What next for the Crown following the death of Her Majesty Queen Elizabeth? Professor of Cultural History Frank Mort shares his thoughts on a queen of social change, dignity and union at this historic junction for the UK.
Professor Dame Nancy Rothwell, our President and Vice-Chancellor, already expressed The University’s profound condolences to the Royal Family on the death of the late Queen and with them thanksgiving for her life of dedicated public service.
Staff and students in the Faculty of Humanities and especially in the School of Arts, Languages and Cultures echo those thoughts. Historians would like to add their own voice in appreciation of Queen Elizabeth’s reign because a chapter of modern British history has now sadly closed. It spanned one of the most rapid periods of social transformation.
As the Queen’s third Prime Minister Harold Macmillan anticipated presciently in the late 1950s, it was driven by ’winds of change’ that covered the nation’s experience of the end of empire, the rise of the welfare state, new social movements in the 1960s, and the cult of individualism and the free market, to list only some.
An astute constitutional monarch who presided over national political life with fifteen prime ministers, Queen Elizabeth II was a female head of state, and a wife and mother, in what was overwhelmingly and until very recently a masculine world of high politics at home and abroad. She presided with dignity and grace, but she also took her role to advise and to warn seriously without ever overstepping the boundary between the monarchy and hands-on governance.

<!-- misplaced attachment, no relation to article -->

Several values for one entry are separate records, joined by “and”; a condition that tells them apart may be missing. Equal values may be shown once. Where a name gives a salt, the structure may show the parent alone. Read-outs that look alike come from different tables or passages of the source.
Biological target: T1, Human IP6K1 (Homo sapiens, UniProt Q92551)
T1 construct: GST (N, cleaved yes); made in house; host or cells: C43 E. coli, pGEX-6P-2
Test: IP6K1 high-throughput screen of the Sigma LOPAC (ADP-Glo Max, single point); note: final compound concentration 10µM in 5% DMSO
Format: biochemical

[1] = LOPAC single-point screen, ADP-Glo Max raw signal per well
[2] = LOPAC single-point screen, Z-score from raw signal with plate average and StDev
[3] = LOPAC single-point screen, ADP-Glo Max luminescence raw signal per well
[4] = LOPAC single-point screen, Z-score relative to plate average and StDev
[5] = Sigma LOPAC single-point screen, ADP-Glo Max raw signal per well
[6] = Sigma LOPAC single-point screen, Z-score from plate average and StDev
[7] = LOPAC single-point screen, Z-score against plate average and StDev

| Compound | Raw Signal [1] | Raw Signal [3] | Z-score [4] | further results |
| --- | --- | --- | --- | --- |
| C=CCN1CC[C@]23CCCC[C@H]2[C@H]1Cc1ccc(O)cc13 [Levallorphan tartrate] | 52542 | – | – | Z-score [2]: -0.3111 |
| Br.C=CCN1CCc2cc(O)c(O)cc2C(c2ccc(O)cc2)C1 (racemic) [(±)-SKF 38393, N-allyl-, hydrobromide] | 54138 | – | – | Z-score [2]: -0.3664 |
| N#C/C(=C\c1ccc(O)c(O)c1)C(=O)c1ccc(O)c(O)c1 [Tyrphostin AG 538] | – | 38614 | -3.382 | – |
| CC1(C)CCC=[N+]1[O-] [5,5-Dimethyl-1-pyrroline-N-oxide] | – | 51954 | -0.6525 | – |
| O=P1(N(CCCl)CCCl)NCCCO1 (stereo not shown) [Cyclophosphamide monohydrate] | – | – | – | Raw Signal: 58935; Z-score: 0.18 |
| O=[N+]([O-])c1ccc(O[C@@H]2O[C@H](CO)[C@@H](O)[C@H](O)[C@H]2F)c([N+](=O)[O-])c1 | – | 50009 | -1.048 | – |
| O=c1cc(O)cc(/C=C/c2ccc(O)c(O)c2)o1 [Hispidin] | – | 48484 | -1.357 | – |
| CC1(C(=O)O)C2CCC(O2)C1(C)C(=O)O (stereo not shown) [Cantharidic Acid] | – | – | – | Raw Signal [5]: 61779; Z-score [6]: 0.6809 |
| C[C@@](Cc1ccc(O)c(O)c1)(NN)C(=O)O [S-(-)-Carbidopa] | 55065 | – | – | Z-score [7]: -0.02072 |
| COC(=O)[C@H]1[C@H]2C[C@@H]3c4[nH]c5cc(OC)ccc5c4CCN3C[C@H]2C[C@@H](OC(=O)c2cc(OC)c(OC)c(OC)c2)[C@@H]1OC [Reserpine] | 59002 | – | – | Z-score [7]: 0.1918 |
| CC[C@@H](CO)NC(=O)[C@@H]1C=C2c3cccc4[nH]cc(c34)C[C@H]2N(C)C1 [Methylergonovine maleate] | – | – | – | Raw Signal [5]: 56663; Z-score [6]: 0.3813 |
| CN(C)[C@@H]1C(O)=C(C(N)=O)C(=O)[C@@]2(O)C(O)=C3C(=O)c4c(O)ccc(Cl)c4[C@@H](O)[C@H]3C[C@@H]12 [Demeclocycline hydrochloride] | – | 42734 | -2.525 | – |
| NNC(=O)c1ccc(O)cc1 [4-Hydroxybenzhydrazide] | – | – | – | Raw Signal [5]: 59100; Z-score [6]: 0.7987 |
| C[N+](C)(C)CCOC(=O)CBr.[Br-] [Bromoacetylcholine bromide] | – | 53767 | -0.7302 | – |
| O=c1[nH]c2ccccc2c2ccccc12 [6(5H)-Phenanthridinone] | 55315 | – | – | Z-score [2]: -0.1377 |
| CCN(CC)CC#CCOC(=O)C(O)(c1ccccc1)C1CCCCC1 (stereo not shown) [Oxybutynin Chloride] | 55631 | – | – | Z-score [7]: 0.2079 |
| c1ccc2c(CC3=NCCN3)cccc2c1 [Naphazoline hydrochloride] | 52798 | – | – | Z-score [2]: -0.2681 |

Elizabeth II was committed to the Union of the Four Nations of the United Kingdom and equally to the developing idea of the British Commonwealth in ways that combined modernity with tradition, which was the most defining quality of her reign. The late Queen endorsed the monarchy as splendid, public and popular, a tradition that had begun in the late Victorian period, but along with her advisors she upscaled it for successive ages of the media. With the benefit of hindsight, we can see changing times punctuating seven decades of history - in Britain and across the world.
The Queen’s coronation in 1953 ushered in the era of television and with it a new intimate focus on the monarchy that went close up. Her decision to ’go walkabout’, for the first time in New Zealand in 1970, made royalty much more accessible for a mass public, while in a different key contemporary republican moves in Barbados, Jamaica and potentially Australia will mean a different future for the crown in the Commonwealth.
Royalist or republican, conservative or radical, all of us have been touched by Queen Elizabeth II. Historians eagerly await the opening of the Royal Archives which will reveal much more about the life and influence of this remarkable monarch and what she came to embody.
Professor Frank Mort made numerous appearances on television and radio during the period of national mourning to offer a historian’s perspective, including interviews on CNN and Bloomberg. Listen again to his appearance on Bloomberg Radio here .